Allison exchanged glances with Christopher. “I can’t believe this is what Master Po told us about.”
“I notice that once again China failed to meet your expectations.” the shorter monk said, laughing. “You were maybe expecting David Carradine? That’s the funny thing about the mind. It always seems to create a world that reality just can’t live up to.”
“Please tell me this isn’t what Allison and I have come to see!”
“Tourists have flocked to our temple since your Kung Fu television show in the 1970s. We created areas they could visit to preserve special places for us to study. Don’t worry, soon we’ll be in the more secluded part of the Temple.” The monk laughed again, “I’m sure you’ll find that closer to what you imagined. For now, enjoy the show.”
“It’s the only option.” Christopher stopped to admire the kung fu demonstrations in the Performance Hall for a few moments, then joined the other three in a small electric cart. It was a short ride to the central temple complex on the mountainside.
He thought, It’s incredible how the Shaolins master their bodies like that, but even more remarkable to master your mind.
They passed a multitude of halls and buildings reaching the Pagoda Forest, with over two hundred stone and brick pagodas. Christopher thought, This should be called the souvenir forest. Everyone’s trying to sell something… prayer beads… ceramic Buddha status… bootleg copies of the Kung Fu TV series… Kung Pao Chicken. Amazing!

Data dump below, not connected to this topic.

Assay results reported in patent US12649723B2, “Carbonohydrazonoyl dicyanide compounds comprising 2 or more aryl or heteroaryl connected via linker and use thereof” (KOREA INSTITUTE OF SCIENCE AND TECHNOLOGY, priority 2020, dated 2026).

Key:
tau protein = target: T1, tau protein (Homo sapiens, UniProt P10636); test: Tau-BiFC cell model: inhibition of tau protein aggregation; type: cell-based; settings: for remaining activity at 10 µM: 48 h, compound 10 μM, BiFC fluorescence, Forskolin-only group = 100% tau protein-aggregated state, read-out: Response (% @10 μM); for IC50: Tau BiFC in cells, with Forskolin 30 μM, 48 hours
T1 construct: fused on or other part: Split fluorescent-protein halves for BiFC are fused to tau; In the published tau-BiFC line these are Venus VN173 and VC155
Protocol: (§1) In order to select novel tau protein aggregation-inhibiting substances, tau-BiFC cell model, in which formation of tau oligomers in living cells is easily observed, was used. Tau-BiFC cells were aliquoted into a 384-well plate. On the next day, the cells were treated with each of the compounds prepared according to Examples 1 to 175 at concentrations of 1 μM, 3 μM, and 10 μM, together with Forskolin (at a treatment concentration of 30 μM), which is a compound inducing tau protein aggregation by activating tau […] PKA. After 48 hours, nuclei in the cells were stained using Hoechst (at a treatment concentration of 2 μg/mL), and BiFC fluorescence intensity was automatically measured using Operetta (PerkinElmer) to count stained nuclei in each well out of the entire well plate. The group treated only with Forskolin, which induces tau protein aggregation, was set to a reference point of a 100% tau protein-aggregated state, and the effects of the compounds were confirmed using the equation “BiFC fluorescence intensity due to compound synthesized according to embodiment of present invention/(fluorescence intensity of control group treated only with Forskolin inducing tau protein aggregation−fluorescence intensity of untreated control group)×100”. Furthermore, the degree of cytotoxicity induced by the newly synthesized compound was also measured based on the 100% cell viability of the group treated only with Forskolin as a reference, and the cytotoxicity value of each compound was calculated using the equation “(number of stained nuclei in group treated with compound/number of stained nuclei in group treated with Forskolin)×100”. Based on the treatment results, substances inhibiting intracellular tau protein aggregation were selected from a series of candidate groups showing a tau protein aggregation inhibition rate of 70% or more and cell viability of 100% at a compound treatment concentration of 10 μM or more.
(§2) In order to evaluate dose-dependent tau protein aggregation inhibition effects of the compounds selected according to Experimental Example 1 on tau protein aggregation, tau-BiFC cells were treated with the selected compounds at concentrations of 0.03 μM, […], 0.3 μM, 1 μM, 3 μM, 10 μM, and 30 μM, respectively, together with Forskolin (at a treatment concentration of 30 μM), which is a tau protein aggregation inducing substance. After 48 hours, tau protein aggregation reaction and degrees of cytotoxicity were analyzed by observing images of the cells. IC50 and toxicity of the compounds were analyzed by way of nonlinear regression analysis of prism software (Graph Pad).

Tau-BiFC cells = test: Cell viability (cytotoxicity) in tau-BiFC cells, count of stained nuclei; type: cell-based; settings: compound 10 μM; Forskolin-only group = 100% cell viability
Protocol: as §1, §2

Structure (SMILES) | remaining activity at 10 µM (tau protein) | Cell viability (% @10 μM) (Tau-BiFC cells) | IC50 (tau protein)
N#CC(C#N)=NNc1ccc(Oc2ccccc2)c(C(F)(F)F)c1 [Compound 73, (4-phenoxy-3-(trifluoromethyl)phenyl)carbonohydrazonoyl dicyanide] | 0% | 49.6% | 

The cart navigated through the throngs and stopped at the foot of a narrow stone pathway in the woods. The taller monk stepped on the trail and motioned for Chris to follow him through a tall iron gate.
Christopher walked into an entirely different world. There were no tourists. No ComServs. No vendors — only single-story white buildings and sculpted gardens. I just passed through a Chinese Looking Glass. I’ll probably see a giant version of one of my caterpillars next. At least the incessant noise is gone.
“This is more like it.”
“Please, Christopher, from here we must be silent,” the shorter monk said.
Ok… no problem, he thought.
Tall trees lined the footpath as it continued in a curve toward a hidden courtyard. Well-maintained unassuming buildings surrounded the central court. They were far less garish than the brightly painted red and green structures intended for tourists.